Writing a Game for Linux

EP 6: Tuesday, Jun 27, 2023
Episode Banner


Alan Pope 0:03
I’m not gonna sing this, but I can see for miles and miles.

Mark Johnson 0:08
What can you see

Alan Pope 0:09
planes planes everywhere.

You may remember, in episode two of this fair show, I talked about a bit of software that I’ve installed on a Raspberry Pi to track the aeroplanes floating in the sky around and about Popey towers. And this gave me a free business account on flight radar. And that was all good and everything. And then as soon as I mentioned it, I get DMS, from people and people messaging us in the community, suggesting ways to improve what I’ve done. And I’ve had it installed for over a year, and it’s been sat there quite happily, looking something like 70 nautical miles into the distance and seeing lots of planes flying around. And the suggestions that I got from various people, I did mention in episode two, that I only sent a flight radar, and I’d quite like to send to other places, but I don’t know where to send to right. And I started getting suggestions from people of where to send my flight data to. And it turns out, it’s really easy to do. There’s a couple of places that I’m sending it to. There was apparently some drama in the past around something called ADSB exchange. I think that’s what it was called. And something happened. I don’t know the details, I’m sure you can dig it up. But a bunch of other independent ADSB data collection services popped up in the aftermath. And one of them’s called ADSB, one or any. And one of them’s called ADSB dot FYI. And they’re both basically identical. There’s a bit of software, you clone the software, and you run a command and it instals it, and it starts sending data to the website. That’s it job done.

It’s really easy.

Martin Wimpress 1:55
So these two exchanges, are they like proxies to send data to multiple services?

Alan Pope 2:03
No, they are multiple services, right? There are a bunch of these. And those are the two that I happen to be suggested to us. And you just send data to them, they’re basically identical. I’m sure there may be, you know, communities built around them that would say no, we other people’s Popular Front of Judea or whatever. But they’re basically the same. I send data to both of them. And there’s a map and I can see the planes that my little antenna can see. And so that’s good.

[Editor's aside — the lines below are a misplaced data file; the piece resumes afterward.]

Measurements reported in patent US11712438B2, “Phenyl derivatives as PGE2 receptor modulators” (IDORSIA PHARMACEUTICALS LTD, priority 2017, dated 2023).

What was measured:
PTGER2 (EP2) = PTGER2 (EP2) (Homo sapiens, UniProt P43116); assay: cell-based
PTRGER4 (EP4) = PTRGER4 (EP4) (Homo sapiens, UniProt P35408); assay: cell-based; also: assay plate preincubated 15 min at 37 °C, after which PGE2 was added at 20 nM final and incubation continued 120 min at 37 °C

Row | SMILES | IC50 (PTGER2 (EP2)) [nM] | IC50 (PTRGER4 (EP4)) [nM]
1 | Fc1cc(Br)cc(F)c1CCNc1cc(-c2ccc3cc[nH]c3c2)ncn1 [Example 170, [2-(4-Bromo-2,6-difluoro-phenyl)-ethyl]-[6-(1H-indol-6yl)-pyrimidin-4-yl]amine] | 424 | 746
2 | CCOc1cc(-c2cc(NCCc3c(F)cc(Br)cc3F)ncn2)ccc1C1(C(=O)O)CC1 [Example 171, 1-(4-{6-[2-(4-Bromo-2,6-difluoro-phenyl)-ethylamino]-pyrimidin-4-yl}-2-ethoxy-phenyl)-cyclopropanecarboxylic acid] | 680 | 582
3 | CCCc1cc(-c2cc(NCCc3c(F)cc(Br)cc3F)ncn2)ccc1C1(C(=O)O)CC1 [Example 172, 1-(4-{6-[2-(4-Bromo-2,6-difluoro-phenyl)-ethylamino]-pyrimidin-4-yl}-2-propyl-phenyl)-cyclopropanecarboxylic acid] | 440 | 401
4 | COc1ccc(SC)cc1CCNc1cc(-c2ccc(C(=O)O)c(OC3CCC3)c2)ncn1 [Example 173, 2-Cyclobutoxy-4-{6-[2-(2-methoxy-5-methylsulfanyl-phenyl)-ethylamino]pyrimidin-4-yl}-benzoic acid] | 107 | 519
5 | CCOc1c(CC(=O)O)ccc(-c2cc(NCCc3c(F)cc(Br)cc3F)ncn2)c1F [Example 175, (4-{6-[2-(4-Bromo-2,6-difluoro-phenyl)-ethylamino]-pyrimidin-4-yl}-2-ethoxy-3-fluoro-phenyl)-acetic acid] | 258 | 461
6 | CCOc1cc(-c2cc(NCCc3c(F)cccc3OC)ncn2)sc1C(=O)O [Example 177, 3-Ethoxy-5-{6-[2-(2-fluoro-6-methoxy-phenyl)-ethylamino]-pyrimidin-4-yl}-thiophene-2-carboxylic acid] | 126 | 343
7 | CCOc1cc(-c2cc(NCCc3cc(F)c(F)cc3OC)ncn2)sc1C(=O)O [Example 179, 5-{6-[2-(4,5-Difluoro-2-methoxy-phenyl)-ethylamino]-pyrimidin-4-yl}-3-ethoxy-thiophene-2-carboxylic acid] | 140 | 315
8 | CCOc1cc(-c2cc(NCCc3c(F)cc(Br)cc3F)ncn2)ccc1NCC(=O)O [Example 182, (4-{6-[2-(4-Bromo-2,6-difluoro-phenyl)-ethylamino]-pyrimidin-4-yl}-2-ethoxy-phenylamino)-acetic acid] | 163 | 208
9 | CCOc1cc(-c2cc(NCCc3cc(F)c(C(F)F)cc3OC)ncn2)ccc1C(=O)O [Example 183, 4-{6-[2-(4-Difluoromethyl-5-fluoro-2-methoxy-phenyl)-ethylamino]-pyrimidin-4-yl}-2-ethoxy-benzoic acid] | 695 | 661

Martin Wimpress 2:30
And your data still goes to flight radar 24 as well,

Alan Pope 2:33
yes, I still get my business account. And the other interesting thing is at the end of the little script that does the instal for both of these ADSB one and ad SB FYI, they have a little extra thing that says do you want to instal a Web Viewer? And if you say yes, then it adds a webpage that you can go to on the pie locally, not online. And it shows you a map of the area with a plot of where all the planes are in different colours. And you can click on them and see where you know what altitude they’re at and what direction they fly. And all the data it has. It’s very pretty, and you know, functional. And they’re both very similar in that regard. And they’re both shade the same kind of thing. So you really only need one of them. But I happen to have them both instals until I realised they’re both showing me identical data because it is the same data they’re both sending. And then the other thing someone suggested I should do was add an amplifier, an antenna amplifier, and the person who suggested this was our very own friend failing. So I ordered one from pie hut. And sure enough, I put it in line with the antenna with a little adapter. And it certainly helped it certainly made the range a bit a bit wider. And then the other suggestion was you should put it in the loft. Just having it in your bedroom north facing the southern part of the house is blocking some signal. So I did and I got some cable ties. I went out there in the hottest day of the year so far. Which was the dumbest thing to do. And I put it all up there. And it certainly does see father now. So with the combination of the amplifier and raising its altitude by, I don’t know 1015 feet higher. Where I was seeing a distance of about 70 nautical miles I can easily see 120 130 nautical miles so I can see planes as far from where my house is, if you want to look at this on a map farmer in Hampshire, I can see as far as Leeds which is quite far north of here, which surprised me

Martin Wimpress 4:39
that took us a long time to drive there when we went to

Alan Pope 4:44
did it and I can see all the way into Wales and I can see quite far south down into the English Channel. So you know for the kind of person who likes numbers and stats and internet points. It’s it’s good and it was not super expensive. It was completely free for me To add these additional exchanges to send more data to, and the amplifier didn’t cost very much. The only one other thing I did was I moved it from a PI three to a PI four, because I managed to get hold of a PI four with eight gig of RAM. Wow. And, yeah, so that’s now in the loft. This pi four, it’s getting a bit warm. So I think it might put a little fan on it or something rises. It’s quite warm at this time of year. But yeah, I’m really pleased with this. It’s, it’s improved. There’s a lovely community of people out there who want to help you. There’s a little discord for the ADSP exchanges, and everyone’s, like, a little bit competitive and suggesting antennas and improvements you can make and it’s all very lovely. I really enjoy isn’t as little community.